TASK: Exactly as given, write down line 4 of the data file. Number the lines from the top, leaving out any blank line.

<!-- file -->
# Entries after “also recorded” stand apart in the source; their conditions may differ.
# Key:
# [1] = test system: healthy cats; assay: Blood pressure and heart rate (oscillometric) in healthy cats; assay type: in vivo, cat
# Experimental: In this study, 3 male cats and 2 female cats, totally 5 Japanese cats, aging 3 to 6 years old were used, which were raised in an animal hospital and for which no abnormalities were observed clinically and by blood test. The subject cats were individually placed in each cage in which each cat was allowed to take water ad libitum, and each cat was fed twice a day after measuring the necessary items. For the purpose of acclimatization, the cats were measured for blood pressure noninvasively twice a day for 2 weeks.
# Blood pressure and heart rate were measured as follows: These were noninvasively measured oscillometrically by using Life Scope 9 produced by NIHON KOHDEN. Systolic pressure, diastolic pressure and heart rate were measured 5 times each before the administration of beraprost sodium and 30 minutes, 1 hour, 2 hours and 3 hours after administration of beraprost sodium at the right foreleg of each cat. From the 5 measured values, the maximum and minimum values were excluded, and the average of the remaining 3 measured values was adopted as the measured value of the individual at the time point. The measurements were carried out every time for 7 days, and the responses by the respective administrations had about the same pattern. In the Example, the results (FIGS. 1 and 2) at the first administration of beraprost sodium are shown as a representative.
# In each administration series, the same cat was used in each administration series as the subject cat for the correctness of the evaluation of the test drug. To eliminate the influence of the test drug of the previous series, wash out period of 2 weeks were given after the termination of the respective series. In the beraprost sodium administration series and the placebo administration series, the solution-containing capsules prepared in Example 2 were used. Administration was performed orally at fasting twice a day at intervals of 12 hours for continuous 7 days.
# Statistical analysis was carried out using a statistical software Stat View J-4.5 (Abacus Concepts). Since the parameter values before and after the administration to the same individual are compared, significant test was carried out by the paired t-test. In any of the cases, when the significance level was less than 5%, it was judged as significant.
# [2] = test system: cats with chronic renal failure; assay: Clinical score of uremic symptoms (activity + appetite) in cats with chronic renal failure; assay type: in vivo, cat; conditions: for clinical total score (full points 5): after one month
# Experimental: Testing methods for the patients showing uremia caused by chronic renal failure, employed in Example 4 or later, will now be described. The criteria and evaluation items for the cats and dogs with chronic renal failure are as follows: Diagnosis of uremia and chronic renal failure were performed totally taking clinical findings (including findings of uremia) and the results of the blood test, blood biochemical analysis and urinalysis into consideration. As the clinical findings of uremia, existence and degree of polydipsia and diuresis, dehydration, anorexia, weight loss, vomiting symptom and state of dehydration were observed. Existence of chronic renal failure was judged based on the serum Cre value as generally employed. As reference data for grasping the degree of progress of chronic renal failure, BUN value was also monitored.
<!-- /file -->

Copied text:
# Experimental: In this study, 3 male cats and 2 female cats, totally 5 Japanese cats, aging 3 to 6 years old were used, which were raised in an animal hospital and for which no abnormalities were observed clinically and by blood test. The subject cats were individually placed in each cage in which each cat was allowed to take water ad libitum, and each cat was fed twice a day after measuring the necessary items. For the purpose of acclimatization, the cats were measured for blood pressure noninvasively twice a day for 2 weeks.